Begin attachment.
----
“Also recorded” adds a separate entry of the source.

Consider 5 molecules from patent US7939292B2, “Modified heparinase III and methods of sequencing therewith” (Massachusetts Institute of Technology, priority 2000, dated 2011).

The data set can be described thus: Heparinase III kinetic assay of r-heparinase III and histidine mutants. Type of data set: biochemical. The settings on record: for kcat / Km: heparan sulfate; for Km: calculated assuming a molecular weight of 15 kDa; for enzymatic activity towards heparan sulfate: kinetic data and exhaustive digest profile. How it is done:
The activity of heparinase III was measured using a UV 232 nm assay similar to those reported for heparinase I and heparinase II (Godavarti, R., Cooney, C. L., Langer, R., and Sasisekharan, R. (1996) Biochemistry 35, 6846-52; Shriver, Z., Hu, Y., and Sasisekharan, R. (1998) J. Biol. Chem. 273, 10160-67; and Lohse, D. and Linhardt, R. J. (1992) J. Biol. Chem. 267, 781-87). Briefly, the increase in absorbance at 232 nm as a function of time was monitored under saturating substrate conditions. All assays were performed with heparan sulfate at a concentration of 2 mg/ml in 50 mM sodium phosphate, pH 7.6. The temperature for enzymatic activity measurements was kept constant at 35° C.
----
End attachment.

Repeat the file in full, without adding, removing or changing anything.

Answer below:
“Also recorded” adds a separate entry of the source.

Consider 5 molecules from patent US7939292B2, “Modified heparinase III and methods of sequencing therewith” (Massachusetts Institute of Technology, priority 2000, dated 2011).

The data set can be described thus: Heparinase III kinetic assay of r-heparinase III and histidine mutants. Type of data set: biochemical. The settings on record: for kcat / Km: heparan sulfate; for Km: calculated assuming a molecular weight of 15 kDa; for enzymatic activity towards heparan sulfate: kinetic data and exhaustive digest profile. How it is done:
The activity of heparinase III was measured using a UV 232 nm assay similar to those reported for heparinase I and heparinase II (Godavarti, R., Cooney, C. L., Langer, R., and Sasisekharan, R. (1996) Biochemistry 35, 6846-52; Shriver, Z., Hu, Y., and Sasisekharan, R. (1998) J. Biol. Chem. 273, 10160-67; and Lohse, D. and Linhardt, R. J. (1992) J. Biol. Chem. 267, 781-87). Briefly, the increase in absorbance at 232 nm as a function of time was monitored under saturating substrate conditions. All assays were performed with heparan sulfate at a concentration of 2 mg/ml in 50 mM sodium phosphate, pH 7.6. The temperature for enzymatic activity measurements was kept constant at 35° C.